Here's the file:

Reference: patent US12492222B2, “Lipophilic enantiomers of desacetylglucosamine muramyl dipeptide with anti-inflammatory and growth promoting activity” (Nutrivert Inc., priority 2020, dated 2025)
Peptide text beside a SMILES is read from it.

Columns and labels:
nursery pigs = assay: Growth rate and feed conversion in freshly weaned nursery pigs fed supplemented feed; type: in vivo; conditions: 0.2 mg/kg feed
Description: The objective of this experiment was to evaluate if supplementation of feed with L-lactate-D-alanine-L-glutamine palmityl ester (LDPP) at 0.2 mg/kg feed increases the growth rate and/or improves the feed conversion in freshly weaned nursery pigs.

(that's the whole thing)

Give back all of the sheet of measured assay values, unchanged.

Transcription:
Reference: patent US12492222B2, “Lipophilic enantiomers of desacetylglucosamine muramyl dipeptide with anti-inflammatory and growth promoting activity” (Nutrivert Inc., priority 2020, dated 2025)
Peptide text beside a SMILES is read from it.

Columns and labels:
nursery pigs = assay: Growth rate and feed conversion in freshly weaned nursery pigs fed supplemented feed; type: in vivo; conditions: 0.2 mg/kg feed
Description: The objective of this experiment was to evaluate if supplementation of feed with L-lactate-D-alanine-L-glutamine palmityl ester (LDPP) at 0.2 mg/kg feed increases the growth rate and/or improves the feed conversion in freshly weaned nursery pigs.